November 13, 2013

African families '20 times more likely' to end up in child care courts –

report Nicola Anderson

NEGLECT is the number one reason for children to be taken into care, commonly because a parent is suffering from a mental illness.

African families are '20 times more likely* to end up in child care courts, according to the first Interim Report of the Child Care Law Reporting Project.

Unveiled by Chief Justice Susan Denham, the report paints a picture of a "cohort of children who need protection and nurture if they are to grow and develop and who are not getting this from their parents for various reasons".

A mere lOpc of child care orders relate to married par- ents. Almost half involved sin- gle parents, mainly mothers, while the rest were cohabiting or separated couples, includ- ing formerly cohabiting cou- ples.

The information is based on the analysis of data collected from 333 'in camera' cases between December 2012 and July 2013.

The most recent information shows that in 2011, 3,358 chil- dren had been put into care, with 2,797 children informally in voluntary care – generally living with relatives with the agreement of their parents.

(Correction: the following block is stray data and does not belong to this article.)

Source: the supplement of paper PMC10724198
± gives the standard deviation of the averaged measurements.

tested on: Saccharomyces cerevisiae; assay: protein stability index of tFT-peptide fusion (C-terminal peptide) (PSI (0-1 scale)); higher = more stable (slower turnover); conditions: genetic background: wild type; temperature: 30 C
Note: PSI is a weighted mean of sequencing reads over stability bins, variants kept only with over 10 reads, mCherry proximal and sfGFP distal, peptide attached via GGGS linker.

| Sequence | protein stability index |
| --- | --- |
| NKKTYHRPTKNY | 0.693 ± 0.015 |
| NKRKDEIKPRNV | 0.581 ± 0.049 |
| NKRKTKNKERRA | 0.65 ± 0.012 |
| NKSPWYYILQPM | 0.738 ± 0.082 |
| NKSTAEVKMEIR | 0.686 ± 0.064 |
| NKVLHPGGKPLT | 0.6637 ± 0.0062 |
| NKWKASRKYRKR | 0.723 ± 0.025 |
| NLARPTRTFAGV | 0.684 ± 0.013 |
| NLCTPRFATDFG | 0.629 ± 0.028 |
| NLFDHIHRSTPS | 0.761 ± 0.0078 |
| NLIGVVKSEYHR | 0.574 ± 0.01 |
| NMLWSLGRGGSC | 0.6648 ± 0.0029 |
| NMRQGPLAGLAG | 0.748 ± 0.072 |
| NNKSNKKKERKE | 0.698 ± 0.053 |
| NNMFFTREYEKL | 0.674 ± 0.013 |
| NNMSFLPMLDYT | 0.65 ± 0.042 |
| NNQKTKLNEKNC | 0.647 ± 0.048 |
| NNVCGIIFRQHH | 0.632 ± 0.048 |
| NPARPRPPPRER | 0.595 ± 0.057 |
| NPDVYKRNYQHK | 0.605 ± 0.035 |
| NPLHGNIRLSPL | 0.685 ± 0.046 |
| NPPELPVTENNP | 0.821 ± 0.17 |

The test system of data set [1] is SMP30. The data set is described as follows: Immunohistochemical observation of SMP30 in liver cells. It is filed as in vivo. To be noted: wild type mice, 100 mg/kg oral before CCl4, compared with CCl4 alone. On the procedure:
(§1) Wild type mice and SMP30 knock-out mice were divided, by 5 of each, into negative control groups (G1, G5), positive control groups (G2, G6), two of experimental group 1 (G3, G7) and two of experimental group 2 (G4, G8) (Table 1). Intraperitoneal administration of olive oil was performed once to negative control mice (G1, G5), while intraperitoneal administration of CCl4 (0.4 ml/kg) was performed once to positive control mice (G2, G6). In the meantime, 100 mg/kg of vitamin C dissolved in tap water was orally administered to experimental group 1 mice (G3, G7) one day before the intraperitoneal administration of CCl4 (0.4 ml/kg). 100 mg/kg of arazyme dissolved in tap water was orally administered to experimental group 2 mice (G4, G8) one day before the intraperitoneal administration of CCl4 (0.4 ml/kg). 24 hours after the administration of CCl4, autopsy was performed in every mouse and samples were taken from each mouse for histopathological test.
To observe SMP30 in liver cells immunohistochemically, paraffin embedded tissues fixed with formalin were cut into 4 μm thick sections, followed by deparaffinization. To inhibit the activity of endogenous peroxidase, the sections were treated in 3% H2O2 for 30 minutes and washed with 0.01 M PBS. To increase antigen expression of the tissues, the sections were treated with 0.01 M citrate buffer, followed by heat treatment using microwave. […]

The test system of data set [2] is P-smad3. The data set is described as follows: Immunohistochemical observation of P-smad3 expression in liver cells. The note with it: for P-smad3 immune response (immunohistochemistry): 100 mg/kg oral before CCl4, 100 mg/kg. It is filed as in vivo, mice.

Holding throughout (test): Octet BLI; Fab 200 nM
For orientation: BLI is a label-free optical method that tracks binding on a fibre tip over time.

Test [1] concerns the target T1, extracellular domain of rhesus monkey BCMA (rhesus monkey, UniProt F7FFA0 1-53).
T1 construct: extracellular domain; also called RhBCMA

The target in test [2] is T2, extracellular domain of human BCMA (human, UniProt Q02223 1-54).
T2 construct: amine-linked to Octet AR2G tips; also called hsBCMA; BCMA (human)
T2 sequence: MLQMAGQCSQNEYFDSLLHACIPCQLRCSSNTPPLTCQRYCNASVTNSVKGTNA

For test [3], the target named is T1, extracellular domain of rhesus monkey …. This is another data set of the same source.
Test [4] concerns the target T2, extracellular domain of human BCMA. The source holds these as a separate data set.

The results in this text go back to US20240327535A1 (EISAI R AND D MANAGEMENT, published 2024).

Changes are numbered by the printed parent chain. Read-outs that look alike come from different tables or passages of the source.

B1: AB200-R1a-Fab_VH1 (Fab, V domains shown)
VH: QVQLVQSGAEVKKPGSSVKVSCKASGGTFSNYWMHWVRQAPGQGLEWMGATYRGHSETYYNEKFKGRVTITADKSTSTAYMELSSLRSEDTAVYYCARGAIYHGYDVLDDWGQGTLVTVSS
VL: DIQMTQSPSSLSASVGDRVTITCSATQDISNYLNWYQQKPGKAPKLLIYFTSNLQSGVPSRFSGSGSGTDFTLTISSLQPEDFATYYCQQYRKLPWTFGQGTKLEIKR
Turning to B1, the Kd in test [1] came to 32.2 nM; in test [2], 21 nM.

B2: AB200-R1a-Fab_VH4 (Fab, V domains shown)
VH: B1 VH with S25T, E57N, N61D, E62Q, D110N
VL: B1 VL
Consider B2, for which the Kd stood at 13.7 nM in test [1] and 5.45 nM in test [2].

The reason for children being taken into care was often "mul- tiple" the report found, with mental illness the single most common reason for children being neglected, and intellectual disability also a sig- nificant contributor to child neglect.

Neglect was often combined with alcohol or drug abuse, domestic violence or homeless- ness. In the most severe cases, young children were found in filthy circumstances, unrespon- sive and clearly delayed in development.

Grateful One young child had been diag- nosed with an intellectual dis- ability when taken into care.

That disappeared after he had spent a year in foster care.

A mere 3.6pc of cases relatedto children from the Travellercommunity, although the reportpointed out it had no way ofdetermining ethnicity otherthan through the evidence. Thereport noted that one in five ofchildren taken into care hadspecial needs, usually psycho-logical or educational.

The authors expressed con-cern over the "disproportionatenumber" of African childrenwho were the subject of pro-ceedings, representing llpc ofthe total number of cases, risingto 14pc in Dublin, Some of the children wereunaccompanied minors or hadbeen abandoned in Ireland bytheir parents. Among the caseswere three older African chil-dren abandoned by their parents – or trafficked here by people claiming to be their parents – and who were "grateful"to end up in foster care.